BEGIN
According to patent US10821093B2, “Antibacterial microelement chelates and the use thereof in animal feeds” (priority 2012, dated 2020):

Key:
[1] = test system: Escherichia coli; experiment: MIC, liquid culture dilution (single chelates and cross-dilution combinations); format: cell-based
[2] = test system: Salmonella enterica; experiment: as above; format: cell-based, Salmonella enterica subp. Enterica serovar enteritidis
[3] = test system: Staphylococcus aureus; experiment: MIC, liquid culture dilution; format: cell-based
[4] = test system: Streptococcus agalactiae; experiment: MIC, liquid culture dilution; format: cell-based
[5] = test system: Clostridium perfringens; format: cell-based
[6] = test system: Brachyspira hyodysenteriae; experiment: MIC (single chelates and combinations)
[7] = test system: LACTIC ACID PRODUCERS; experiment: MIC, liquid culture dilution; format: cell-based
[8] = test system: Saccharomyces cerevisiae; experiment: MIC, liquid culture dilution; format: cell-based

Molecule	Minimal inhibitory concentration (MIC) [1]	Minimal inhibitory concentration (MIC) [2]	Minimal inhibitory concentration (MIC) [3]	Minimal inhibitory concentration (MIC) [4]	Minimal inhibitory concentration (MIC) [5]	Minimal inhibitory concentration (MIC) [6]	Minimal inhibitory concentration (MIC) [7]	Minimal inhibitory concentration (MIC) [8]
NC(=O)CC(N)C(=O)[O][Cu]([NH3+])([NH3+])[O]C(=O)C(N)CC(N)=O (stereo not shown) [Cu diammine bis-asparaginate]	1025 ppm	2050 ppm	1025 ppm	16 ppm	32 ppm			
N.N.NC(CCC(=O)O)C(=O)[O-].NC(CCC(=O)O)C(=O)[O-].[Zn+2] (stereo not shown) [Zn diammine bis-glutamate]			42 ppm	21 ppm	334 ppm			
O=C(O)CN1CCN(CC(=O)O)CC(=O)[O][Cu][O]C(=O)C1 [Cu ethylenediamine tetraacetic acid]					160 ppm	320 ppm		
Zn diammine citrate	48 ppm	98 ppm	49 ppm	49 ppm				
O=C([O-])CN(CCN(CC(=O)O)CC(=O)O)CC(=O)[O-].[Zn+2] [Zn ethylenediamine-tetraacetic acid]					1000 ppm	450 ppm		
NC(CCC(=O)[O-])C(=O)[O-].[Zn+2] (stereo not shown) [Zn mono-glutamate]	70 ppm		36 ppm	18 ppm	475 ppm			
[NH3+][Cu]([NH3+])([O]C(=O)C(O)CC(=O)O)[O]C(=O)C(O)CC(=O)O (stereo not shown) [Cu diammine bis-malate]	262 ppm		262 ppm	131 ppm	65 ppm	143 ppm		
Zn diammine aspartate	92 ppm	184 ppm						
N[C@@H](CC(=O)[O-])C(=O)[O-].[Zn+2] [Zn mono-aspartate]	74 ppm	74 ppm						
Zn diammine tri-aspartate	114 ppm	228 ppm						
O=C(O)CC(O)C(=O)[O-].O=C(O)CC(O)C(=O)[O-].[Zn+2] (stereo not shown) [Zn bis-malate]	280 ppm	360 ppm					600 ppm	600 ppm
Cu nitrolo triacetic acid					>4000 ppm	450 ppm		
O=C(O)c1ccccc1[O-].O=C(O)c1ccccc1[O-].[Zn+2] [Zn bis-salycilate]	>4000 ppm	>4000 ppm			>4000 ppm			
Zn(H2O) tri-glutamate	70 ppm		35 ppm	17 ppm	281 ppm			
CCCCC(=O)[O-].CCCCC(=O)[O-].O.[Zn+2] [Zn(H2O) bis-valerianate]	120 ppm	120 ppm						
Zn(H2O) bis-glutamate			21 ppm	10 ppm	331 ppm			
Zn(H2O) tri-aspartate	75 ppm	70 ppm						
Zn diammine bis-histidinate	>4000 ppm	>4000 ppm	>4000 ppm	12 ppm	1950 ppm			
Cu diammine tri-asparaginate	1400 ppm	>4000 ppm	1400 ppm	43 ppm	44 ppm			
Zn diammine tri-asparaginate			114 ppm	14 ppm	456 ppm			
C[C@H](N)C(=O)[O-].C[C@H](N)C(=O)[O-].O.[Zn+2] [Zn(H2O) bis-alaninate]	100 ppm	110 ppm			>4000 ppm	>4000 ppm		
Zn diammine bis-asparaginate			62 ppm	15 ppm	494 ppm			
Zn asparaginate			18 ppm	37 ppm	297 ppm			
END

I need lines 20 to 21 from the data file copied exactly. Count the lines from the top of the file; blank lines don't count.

N[C@@H](CC(=O)[O-])C(=O)[O-].[Zn+2] [Zn mono-aspartate]	74 ppm	74 ppm						
Zn diammine tri-aspartate	114 ppm	228 ppm						